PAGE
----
It's always a challenge to pull information across a large environment, right when I'm managing risks in a very small environment, a very short term project affecting a single office. That's one thing. But when I'm managing a project for a new international organization and I have 2000 employees
reporting towards me
or I'm monitoring the security elements of 50 branch offices worldwide, that becomes very challenging. So it's important that we have collection tools. It's stretching tools, correlation tools. I need the proper software hardware, personnel support
in order to make this collection of information.
Ah, streamlined and efficient and accurate.
Right? So what we want to do is we want to be able to see the big picture out across many different environments. Well, we can look at when we're looking at information security.
We can look ATT Audit reports across various branch offices, incident response and incident reports, lessons learned. We can listen to our users. We can use observation, look at management feedback logs. We have lots and lots of different tools
in order to figure out. Are the risks materializing? And are they being mitigated as they should?
So logs. Unfortunately, We tend to think about going to our logs when something's wrong. And if we would instead examine our logs ahead of times on a proactive basis, we get a really understanding for whether or not these risks are materialising.
Who? Excuse me, my goodness.
I wasn't sure if there was gonna be a follow up sneeze, but apparently there's not.
And again, with their logs,
Are we operating at the acceptable level of Miss Risk? Is the control meeting its objectives? Um, are we able to determine quickly enough
if a risk has materialized in, Are we able off
modifying our strategies in order to be resilient and in order to be successful,
security in event management tools Very, very helpful with the correlation engine that pulls information across various systems across various locations, whether there honeypot systems or intrusion prevention systems. But being able to pull those logs and that relevant information so that we can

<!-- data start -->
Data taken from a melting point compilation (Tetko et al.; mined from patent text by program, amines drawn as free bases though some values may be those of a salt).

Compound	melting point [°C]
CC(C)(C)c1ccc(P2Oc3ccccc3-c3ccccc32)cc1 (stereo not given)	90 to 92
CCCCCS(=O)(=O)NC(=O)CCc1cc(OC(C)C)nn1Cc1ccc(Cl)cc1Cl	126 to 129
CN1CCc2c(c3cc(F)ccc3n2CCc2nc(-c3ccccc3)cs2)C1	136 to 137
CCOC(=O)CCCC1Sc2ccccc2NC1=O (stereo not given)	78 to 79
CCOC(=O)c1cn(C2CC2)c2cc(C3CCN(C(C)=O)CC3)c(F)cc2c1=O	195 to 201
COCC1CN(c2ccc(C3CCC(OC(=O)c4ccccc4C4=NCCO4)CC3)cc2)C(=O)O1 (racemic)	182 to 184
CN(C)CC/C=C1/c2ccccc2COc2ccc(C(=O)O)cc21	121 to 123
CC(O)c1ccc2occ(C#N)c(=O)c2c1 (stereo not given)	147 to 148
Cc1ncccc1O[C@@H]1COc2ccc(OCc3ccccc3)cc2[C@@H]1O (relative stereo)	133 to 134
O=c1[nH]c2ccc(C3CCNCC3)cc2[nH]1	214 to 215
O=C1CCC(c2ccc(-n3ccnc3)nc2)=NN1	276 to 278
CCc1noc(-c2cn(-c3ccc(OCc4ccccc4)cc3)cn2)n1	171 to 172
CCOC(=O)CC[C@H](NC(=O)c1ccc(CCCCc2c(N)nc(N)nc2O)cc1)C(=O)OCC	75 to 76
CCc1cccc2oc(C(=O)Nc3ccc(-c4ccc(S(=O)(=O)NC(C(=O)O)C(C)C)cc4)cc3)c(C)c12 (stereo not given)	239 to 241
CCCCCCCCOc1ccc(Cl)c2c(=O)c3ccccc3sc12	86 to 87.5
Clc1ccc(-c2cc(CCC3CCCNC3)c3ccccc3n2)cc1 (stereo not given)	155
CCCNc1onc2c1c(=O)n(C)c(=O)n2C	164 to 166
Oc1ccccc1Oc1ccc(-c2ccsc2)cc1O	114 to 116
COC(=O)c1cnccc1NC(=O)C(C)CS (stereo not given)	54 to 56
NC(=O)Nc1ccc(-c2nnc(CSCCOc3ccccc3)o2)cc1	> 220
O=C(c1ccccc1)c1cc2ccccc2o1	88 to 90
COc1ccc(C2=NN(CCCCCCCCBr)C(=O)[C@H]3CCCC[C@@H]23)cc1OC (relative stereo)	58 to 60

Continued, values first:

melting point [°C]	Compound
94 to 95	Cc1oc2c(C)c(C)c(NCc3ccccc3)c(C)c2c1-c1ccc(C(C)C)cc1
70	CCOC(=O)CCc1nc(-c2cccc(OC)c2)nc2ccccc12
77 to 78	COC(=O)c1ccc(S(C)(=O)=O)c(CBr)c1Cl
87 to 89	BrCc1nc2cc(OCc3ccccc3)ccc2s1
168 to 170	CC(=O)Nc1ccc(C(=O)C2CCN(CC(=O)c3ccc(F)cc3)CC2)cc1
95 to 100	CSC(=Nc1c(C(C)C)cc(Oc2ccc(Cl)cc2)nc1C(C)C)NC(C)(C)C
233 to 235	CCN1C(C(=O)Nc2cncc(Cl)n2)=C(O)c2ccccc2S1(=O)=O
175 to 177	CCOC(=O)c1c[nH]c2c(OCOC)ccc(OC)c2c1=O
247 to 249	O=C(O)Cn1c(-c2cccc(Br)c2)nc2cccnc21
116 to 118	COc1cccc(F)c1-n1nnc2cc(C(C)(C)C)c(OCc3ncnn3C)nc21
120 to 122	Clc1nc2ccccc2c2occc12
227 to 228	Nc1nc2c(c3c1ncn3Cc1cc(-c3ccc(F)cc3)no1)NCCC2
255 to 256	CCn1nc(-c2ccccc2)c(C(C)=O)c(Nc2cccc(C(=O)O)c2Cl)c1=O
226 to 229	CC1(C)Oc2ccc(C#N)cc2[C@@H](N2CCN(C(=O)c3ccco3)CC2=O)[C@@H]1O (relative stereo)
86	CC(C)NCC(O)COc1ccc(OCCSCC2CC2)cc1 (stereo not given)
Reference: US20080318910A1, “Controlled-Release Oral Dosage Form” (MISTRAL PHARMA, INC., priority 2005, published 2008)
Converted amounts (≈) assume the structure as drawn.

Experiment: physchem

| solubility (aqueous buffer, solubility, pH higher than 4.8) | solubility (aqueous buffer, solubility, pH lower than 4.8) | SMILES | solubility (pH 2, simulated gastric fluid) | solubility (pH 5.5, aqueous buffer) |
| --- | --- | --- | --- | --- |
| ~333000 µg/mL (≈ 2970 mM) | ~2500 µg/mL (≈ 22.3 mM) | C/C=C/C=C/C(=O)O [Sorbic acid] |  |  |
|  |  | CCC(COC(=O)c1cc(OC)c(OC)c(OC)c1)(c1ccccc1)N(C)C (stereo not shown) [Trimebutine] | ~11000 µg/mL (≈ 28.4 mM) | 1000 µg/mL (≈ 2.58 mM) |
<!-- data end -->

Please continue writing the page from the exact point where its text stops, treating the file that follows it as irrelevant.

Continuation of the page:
at a single location SIM device is very, very useful.
We can also look at external sources. Let me tell you, um, you would ideally rather not find out from media reports that you're not meeting your risks well, always felt like it was a bad thing if you wound up on Comedy Central's The Daily Show
So ideally, we would be more proactive other than looking at the media. But certainly we can look at the media surrounding us for industrywide risks and how that threat landscape is changing. We can go to advisory boards and organizations like
a WASP in miter and certain
help educate us on common threats and vulnerabilities and exploits that are out there. Regulatory bodies. Often we see liability, ah, liability instances with other organizations, or we may see regulations and legislations change as a result of
looked appear organizations you know, there's just so many ways that you can stay on top off
the risk environment, all of these elements. All of these pieces are part of due diligence, right? And then do care says we must act upon what we find.
um and honestly risk we could talk about for 120 million years and still not really wrap up risk. But in domain to for the schism exam,
we've covered the risk management life cycle from Ice aka, which is identify, assess, mitigate and monitor. Now, obviously, I'm summarizing those, but just thio reiterate. The first step is you figure out what your assets are. Threats and vulnerabilities.
Then you determine the value, the potential for loss with your risk, qualitatively or quantitatively. Then we look to respond. We reduce except trains for risks. And then, of course, ongoing monitoring. Because dealing with risk is a never ending process.
Make sure that you spend plenty of time
in chapter to the domain to risk management. Because risk is everywhere and the rial shift and focus on information, security has been integration of risk in the all decisions.